In the end, wind power is barely 30% availability, for use, and is backed up by fossil-fueled, nuclear, and/or hydro power plants, because wind-power cannot be depended upon "on demand".

For the fools who drink the "alternative energy" kool-aid, it's the same reason that electric cars have gasoline can't depend on them when you need them.

Power generation from traditional and nuclear sources are used to re-charge electric car batteries, or you walk......

10 posted on 02/26/2012 10:57:37 AM PST by traditional1 (Don't gotsta worry 'bout no mo'gage, don't gotsta worry 'bout no gas; Obama gonna take care o' me!)
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How far back in the supply chain do you go? There are no direct subsidies to electric utilities. They have an "allowable" rate of return set by the various Public Utilities Commissions. You also have "merchant" power generators who make power in the open market and sell it to utilities for transmission and distribution. Are there subsidies to coal companies? Mining is one of the highest capital intensity industries. Mineral producers claim sizable federal income tax deductions not available to other industries called "depletion allowances" which significantly increase cash flows. This helps pay for the enormous capital equipment required. What about the producers of the equipment used by mining companies? Do Caterpillar, Bucyrus International, Joy, Denver, et al get special tax breaks? What about the transportation networks that deliver fuels? The nuclear power industry has enormous concerns about civil liabilities in the case of an accident. A good treatise is found at Liability for Nuclear Damage. Even though this is not a direct subsidy like paid to wind, the nuclear industry benefits enormously from the caps on their liabilities for accidents. Strictly speaking, Steel Winds is accurate. Every industry is snared in a tax labyrinth that grants special dispensations, favors, or gifts from government. Some industries (like nuclear) couldn't even operate without government protection. Would be better off with a level playing field? Probably, but huge dislocations would occur. One thing is certain, though. Over the past 30 years, the direct subsidies, government "investments," tax breaks, price rigging, and government volume purchase requirements for wind and solar absolutely dwarf any other energy producing industry.
11 posted on 02/26/2012 11:00:54 AM PST by ProtectOurFreedom
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In 1982 I saw a windmill installed by the museum in OH on the shore of Lake Erie, asking the person who was giving us the tour about how much power it generates for the city, he said none, the power is too expensive and is just intended as a demonstration.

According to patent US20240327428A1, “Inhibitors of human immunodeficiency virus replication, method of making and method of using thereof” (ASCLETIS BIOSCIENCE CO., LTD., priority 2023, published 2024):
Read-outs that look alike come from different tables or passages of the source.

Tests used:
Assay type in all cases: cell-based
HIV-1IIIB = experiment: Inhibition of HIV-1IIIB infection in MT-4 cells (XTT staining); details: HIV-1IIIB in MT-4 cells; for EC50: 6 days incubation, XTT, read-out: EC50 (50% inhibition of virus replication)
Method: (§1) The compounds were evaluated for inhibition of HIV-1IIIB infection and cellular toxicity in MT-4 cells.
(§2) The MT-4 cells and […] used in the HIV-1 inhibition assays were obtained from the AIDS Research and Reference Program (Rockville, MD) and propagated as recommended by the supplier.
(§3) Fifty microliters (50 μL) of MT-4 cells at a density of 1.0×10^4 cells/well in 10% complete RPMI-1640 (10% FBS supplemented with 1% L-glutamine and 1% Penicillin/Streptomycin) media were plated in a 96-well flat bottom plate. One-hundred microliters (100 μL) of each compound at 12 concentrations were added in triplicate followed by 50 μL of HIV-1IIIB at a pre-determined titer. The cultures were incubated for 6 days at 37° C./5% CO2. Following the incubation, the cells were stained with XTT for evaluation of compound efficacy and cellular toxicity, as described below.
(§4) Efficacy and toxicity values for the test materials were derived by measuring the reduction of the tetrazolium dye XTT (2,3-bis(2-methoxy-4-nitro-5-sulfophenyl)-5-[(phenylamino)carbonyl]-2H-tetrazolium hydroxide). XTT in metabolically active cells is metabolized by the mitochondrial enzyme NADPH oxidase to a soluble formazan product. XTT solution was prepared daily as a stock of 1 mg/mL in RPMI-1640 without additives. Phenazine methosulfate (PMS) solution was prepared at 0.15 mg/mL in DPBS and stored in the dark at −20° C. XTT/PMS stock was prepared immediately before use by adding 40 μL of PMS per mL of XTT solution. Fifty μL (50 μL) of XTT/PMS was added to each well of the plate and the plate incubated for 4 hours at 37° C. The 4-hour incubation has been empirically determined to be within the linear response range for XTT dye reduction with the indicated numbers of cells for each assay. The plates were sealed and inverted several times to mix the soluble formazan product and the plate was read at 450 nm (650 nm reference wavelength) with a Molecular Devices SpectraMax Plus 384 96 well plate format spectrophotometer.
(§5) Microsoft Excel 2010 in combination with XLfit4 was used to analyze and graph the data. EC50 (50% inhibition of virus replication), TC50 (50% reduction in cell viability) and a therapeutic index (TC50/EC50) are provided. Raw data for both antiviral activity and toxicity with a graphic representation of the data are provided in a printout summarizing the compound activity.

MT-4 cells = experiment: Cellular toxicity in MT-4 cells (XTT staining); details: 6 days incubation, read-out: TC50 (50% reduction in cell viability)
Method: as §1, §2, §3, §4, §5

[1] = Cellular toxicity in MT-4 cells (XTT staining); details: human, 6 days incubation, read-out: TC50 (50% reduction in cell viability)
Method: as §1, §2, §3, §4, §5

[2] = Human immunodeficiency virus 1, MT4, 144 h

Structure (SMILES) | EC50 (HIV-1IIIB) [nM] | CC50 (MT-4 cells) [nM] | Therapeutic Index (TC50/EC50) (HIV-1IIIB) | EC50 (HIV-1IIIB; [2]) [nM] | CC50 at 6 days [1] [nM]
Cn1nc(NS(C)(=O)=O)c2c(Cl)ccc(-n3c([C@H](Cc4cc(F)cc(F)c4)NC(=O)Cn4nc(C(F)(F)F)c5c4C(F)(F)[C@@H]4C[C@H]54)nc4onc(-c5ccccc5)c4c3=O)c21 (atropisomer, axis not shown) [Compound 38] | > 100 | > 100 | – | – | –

12 posted on 02/26/2012 11:07:17 AM PST by dila813
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I am an expert in this field. He is wrong. Wind gets subsidized at the rate of $30/MW (at a minimum). So when power prices are negative (yes they go negative), wind generators still make money.

13 posted on 02/26/2012 11:09:55 AM PST by impimp
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This might help you on subsidies.....

According to the Dept of Energy

• natural gas - 25 cents per megawatt hour of electricity produced
• Coal - 44 cents per megawatt hour
• Nuclear $1.59 per megawatt hour
• Wind Energy $23.37 per megawatt hour
• Solar Energy $24.34 per megawatt hour
• Biofuels $1.78 per gal

These numbers do not include the additional subsidies we taxpayers have been compelled to pay for wind, solar and biofuels through the stimulus plan

Oil was not reported in these numbers since oil is hardly a factor in electricity production. However, oil benefits from a variety of tax subsidies for dry well expenses and royalty holidays dating from the $10-a-barrel oil days of the late 1990s, which the administration promises to rescind.

14 posted on 02/26/2012 11:18:40 AM PST by Recon Dad (Gas & Petroleum Junkie)
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To: traditional1

Elaborating on one of your points:

The dirty little secret about wind power is that if it’s going to feed into the grid (as opposed to intermittent stand-alone generation on a farm or such), it’s got to be backed up by conventional power units.